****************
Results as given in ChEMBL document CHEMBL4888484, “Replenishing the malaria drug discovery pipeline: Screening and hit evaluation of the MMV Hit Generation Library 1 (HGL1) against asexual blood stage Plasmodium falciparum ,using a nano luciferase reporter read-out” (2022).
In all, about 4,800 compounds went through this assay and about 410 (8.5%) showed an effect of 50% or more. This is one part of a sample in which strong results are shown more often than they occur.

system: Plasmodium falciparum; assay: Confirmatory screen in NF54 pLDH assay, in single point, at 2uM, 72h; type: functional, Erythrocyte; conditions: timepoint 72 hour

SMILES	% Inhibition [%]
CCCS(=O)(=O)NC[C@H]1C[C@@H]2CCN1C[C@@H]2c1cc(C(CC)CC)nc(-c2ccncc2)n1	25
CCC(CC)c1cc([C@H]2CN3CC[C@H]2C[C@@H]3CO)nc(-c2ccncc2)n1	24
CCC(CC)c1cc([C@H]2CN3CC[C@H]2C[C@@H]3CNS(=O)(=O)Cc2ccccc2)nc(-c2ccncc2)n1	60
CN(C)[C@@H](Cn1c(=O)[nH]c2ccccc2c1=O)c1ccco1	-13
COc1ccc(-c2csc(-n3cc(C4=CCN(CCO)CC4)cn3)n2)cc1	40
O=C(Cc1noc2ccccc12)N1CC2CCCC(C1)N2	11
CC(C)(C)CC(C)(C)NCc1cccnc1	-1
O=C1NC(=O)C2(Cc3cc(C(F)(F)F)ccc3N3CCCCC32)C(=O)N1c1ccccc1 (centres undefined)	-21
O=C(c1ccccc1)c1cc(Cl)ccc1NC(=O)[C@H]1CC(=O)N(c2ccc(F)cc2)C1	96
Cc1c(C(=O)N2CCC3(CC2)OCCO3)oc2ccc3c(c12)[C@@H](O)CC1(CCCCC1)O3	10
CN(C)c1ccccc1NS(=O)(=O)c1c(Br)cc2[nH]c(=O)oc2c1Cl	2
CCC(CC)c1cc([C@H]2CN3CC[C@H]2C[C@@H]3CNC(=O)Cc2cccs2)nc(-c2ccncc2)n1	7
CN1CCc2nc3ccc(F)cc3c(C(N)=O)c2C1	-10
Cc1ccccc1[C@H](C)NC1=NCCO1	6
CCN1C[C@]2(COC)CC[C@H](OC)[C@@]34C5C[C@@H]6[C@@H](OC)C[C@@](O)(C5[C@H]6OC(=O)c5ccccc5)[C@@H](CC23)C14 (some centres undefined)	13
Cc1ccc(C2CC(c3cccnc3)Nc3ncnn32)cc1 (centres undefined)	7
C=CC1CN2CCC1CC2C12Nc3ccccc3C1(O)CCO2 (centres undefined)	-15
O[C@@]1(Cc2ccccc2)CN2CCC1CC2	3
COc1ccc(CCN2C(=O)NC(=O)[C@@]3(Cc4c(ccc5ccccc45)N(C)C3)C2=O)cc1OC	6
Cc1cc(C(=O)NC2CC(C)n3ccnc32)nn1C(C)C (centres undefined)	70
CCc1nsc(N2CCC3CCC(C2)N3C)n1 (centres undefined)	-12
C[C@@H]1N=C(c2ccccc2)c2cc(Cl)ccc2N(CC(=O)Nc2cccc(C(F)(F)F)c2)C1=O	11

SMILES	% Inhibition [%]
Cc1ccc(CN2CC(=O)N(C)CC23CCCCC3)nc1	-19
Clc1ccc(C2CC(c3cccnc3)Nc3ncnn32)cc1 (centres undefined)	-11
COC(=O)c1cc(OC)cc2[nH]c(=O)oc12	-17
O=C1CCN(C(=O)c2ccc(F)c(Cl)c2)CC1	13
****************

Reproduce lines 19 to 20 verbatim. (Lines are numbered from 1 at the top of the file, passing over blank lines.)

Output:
CCN1C[C@]2(COC)CC[C@H](OC)[C@@]34C5C[C@@H]6[C@@H](OC)C[C@@](O)(C5[C@H]6OC(=O)c5ccccc5)[C@@H](CC23)C14 (some centres undefined)	13
Cc1ccc(C2CC(c3cccnc3)Nc3ncnn32)cc1 (centres undefined)	7